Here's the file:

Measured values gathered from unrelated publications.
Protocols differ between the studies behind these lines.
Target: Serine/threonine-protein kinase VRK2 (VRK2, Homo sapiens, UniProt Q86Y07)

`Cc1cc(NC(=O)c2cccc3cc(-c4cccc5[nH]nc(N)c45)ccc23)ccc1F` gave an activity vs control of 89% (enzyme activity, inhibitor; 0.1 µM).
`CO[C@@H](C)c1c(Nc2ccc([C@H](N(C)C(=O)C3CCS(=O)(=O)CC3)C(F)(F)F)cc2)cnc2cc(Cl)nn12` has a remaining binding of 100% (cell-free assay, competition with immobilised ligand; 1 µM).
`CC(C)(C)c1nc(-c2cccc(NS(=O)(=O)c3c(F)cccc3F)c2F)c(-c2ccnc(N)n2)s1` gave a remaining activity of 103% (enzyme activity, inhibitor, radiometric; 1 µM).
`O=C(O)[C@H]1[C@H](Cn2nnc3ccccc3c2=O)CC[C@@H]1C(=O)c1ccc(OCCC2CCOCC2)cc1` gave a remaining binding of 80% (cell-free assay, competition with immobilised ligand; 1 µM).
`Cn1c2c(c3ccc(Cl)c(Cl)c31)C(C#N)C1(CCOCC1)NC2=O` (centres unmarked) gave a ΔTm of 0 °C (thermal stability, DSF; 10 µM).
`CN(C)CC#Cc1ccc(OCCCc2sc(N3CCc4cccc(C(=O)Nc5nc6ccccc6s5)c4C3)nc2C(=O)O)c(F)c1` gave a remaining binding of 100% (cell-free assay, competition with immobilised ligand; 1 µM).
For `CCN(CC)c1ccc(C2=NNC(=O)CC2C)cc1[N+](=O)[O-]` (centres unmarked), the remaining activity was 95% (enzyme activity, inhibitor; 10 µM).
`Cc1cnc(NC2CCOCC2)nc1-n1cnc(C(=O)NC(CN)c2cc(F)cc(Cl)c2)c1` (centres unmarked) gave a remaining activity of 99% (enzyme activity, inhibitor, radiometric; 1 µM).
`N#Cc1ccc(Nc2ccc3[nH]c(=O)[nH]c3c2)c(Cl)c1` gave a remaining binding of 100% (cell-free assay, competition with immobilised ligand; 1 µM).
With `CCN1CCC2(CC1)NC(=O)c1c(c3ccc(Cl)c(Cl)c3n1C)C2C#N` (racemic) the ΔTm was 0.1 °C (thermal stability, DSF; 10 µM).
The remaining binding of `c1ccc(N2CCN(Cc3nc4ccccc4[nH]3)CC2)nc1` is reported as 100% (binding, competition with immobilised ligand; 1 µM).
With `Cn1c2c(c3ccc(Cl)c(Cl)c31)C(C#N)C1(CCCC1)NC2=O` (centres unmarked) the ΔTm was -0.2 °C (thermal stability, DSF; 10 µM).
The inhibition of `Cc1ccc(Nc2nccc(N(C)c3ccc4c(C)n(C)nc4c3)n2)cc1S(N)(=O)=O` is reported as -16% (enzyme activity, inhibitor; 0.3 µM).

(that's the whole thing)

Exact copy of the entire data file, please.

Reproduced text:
Measured values gathered from unrelated publications.
Protocols differ between the studies behind these lines.
Target: Serine/threonine-protein kinase VRK2 (VRK2, Homo sapiens, UniProt Q86Y07)

`Cc1cc(NC(=O)c2cccc3cc(-c4cccc5[nH]nc(N)c45)ccc23)ccc1F` gave an activity vs control of 89% (enzyme activity, inhibitor; 0.1 µM).
`CO[C@@H](C)c1c(Nc2ccc([C@H](N(C)C(=O)C3CCS(=O)(=O)CC3)C(F)(F)F)cc2)cnc2cc(Cl)nn12` has a remaining binding of 100% (cell-free assay, competition with immobilised ligand; 1 µM).
`CC(C)(C)c1nc(-c2cccc(NS(=O)(=O)c3c(F)cccc3F)c2F)c(-c2ccnc(N)n2)s1` gave a remaining activity of 103% (enzyme activity, inhibitor, radiometric; 1 µM).
`O=C(O)[C@H]1[C@H](Cn2nnc3ccccc3c2=O)CC[C@@H]1C(=O)c1ccc(OCCC2CCOCC2)cc1` gave a remaining binding of 80% (cell-free assay, competition with immobilised ligand; 1 µM).
`Cn1c2c(c3ccc(Cl)c(Cl)c31)C(C#N)C1(CCOCC1)NC2=O` (centres unmarked) gave a ΔTm of 0 °C (thermal stability, DSF; 10 µM).
`CN(C)CC#Cc1ccc(OCCCc2sc(N3CCc4cccc(C(=O)Nc5nc6ccccc6s5)c4C3)nc2C(=O)O)c(F)c1` gave a remaining binding of 100% (cell-free assay, competition with immobilised ligand; 1 µM).
For `CCN(CC)c1ccc(C2=NNC(=O)CC2C)cc1[N+](=O)[O-]` (centres unmarked), the remaining activity was 95% (enzyme activity, inhibitor; 10 µM).
`Cc1cnc(NC2CCOCC2)nc1-n1cnc(C(=O)NC(CN)c2cc(F)cc(Cl)c2)c1` (centres unmarked) gave a remaining activity of 99% (enzyme activity, inhibitor, radiometric; 1 µM).
`N#Cc1ccc(Nc2ccc3[nH]c(=O)[nH]c3c2)c(Cl)c1` gave a remaining binding of 100% (cell-free assay, competition with immobilised ligand; 1 µM).
With `CCN1CCC2(CC1)NC(=O)c1c(c3ccc(Cl)c(Cl)c3n1C)C2C#N` (racemic) the ΔTm was 0.1 °C (thermal stability, DSF; 10 µM).
The remaining binding of `c1ccc(N2CCN(Cc3nc4ccccc4[nH]3)CC2)nc1` is reported as 100% (binding, competition with immobilised ligand; 1 µM).
With `Cn1c2c(c3ccc(Cl)c(Cl)c31)C(C#N)C1(CCCC1)NC2=O` (centres unmarked) the ΔTm was -0.2 °C (thermal stability, DSF; 10 µM).
The inhibition of `Cc1ccc(Nc2nccc(N(C)c3ccc4c(C)n(C)nc4c3)n2)cc1S(N)(=O)=O` is reported as -16% (enzyme activity, inhibitor; 0.3 µM).